The new frontrunner?

Barack ObamaSource: Carlos Barria/Reuters

Figuring out the delegate count in the American primary system is absurdly convoluted and contentious. Note:  A lot of media sources don’t include the results of caucuses (in which Obama has been dominant). The New York Times explains:

As of Friday, seven states — Alaska, Colorado, Idaho, Iowa, Minnesota, Nevada and North Dakota — had held precinct-level Democratic caucuses to choose delegates who will go to district-level or statewide party conventions in the coming months. It is at those conventions where delegates will officially be pledged to a candidate at the national convention in Denver, where 2,025 delegates are needed to win the nomination.

Until then, there is nothing to prevent the outcome of the caucuses from changing, and that is why The New York Times has not counted the 169 delegates from six of those states in its tallies (The Times is counting Minnesota, whose caucus results are binding).

However — here’s what pisses me off — The Times does include in its count those superdelegates who have expressed support for one candidate or the other. But superdelegates can switch their allegiance at any time. Thus the superdelegate totals are no more fixed than the caucus totals.

The method employed by The Times skews the results unfairly:  it excludes caucuses (which favour Obama) but includes superdelegates (who tilt to Clinton). So let’s ignore The Times!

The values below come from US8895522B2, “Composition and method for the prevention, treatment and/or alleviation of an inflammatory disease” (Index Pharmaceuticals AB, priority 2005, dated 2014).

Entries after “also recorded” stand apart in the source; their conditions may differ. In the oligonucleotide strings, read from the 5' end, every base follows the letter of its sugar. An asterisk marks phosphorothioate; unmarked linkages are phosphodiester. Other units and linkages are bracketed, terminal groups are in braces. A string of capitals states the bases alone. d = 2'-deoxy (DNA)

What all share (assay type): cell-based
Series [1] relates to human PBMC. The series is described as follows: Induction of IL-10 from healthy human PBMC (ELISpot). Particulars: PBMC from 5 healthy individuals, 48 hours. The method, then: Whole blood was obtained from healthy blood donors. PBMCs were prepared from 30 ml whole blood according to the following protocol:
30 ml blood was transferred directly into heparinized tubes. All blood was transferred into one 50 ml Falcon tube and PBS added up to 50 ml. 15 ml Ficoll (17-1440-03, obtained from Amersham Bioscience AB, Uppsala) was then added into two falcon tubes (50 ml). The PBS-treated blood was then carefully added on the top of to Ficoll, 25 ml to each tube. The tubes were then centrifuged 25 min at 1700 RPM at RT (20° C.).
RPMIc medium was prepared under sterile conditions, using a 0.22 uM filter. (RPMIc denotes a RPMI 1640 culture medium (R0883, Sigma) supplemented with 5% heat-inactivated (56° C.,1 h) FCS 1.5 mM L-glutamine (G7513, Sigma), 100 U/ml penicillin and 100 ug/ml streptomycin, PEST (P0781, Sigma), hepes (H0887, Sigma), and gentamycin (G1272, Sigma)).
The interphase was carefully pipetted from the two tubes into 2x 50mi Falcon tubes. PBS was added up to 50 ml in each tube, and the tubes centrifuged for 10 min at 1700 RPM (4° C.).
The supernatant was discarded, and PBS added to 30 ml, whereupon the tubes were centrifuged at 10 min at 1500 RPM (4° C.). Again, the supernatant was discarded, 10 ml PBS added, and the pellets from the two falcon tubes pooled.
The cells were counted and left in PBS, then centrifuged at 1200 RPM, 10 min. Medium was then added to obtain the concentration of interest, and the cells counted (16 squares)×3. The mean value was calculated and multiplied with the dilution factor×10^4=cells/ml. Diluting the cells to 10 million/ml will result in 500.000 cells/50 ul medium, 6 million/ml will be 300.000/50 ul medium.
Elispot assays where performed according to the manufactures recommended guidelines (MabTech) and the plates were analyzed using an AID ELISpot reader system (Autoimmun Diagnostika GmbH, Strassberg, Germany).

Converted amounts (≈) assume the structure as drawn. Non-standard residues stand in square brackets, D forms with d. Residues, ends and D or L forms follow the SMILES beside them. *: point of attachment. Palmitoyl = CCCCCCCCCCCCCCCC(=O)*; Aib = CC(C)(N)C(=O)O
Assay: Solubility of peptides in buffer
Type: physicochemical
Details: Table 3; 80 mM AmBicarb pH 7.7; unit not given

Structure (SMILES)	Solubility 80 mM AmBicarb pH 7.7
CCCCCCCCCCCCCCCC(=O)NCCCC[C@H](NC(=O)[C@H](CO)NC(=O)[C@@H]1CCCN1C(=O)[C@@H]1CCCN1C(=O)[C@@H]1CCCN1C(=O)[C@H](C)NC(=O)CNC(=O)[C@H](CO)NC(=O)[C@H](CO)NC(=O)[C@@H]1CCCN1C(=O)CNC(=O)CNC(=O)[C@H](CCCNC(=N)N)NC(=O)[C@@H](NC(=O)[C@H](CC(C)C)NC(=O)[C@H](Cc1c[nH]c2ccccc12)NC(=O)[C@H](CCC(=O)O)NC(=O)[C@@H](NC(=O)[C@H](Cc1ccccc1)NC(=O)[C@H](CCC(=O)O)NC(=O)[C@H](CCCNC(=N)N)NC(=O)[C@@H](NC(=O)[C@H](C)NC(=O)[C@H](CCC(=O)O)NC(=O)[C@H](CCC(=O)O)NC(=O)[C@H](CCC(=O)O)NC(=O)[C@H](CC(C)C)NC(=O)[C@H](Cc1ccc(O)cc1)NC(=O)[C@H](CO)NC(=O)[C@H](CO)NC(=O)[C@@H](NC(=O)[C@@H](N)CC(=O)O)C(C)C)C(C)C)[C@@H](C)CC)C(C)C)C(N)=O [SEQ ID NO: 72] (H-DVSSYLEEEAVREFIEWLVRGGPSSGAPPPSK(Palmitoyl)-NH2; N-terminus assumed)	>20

Obama’s team says he has been ahead since Super Tuesday. That is, ahead in pledged delegates, excluding superdelegates. According to a more conservative estimate, by someone who seems to know how to do the necessary math, Obama didn’t take the lead in pledged delegates until Saturday. Either way, he’s ahead now.

I’m inclined to follow this tally because it agrees with my perception of the totals to this point in the race. Obama captured 111 delegates this weekend to Clinton’s 54.

The current total, including superdelegates:

Clinton: 1109
Obama: 1079

Obama is ahead in pledged delegates, by about 70. However, when superdelegates are taken into account, Clinton is still in the lead.

Do we have a new frontrunner? It would be nice if someone official could supply a definitive answer to such an important question — but that would require superhuman powers!


2 Comments (+add yours?)

  1. Bridgett
    Feb 10, 2008 @ 23:18:37

    Are your totals with or without caucuses?


  2. Stephen (aka Q)
    Feb 11, 2008 @ 07:03:46

    The totals at the end include both superdelegates and caucuses.

    Prior to Super Tuesday, Obama was behind in both superdelegates and pledged delegates (even when caucuses were included). Neither candidate is picking up many superdelegates right now (an occasional one here or there, but not more than that). I suspect the uncommitted party officials are waiting to see how the voting plays out before they express support for one candidate or the other.

    So the only way for Obama to close the gap is through pledged delegates, and he’s succeeding very well.

    Now that he has a clear lead in pledged delegates, he has to hope that the uncommitted superdelegates will eventually come on board too. That’s likely the only way for him to win in the end. The clearest path for him is to continue this wave of victories through February, and then steal Ohio from Clinton on March 4.

    That would probably make the difference, because everyone expects Clinton to win both Ohio and Texas. It would be huge if she loses either state — maybe a knock-out punch.


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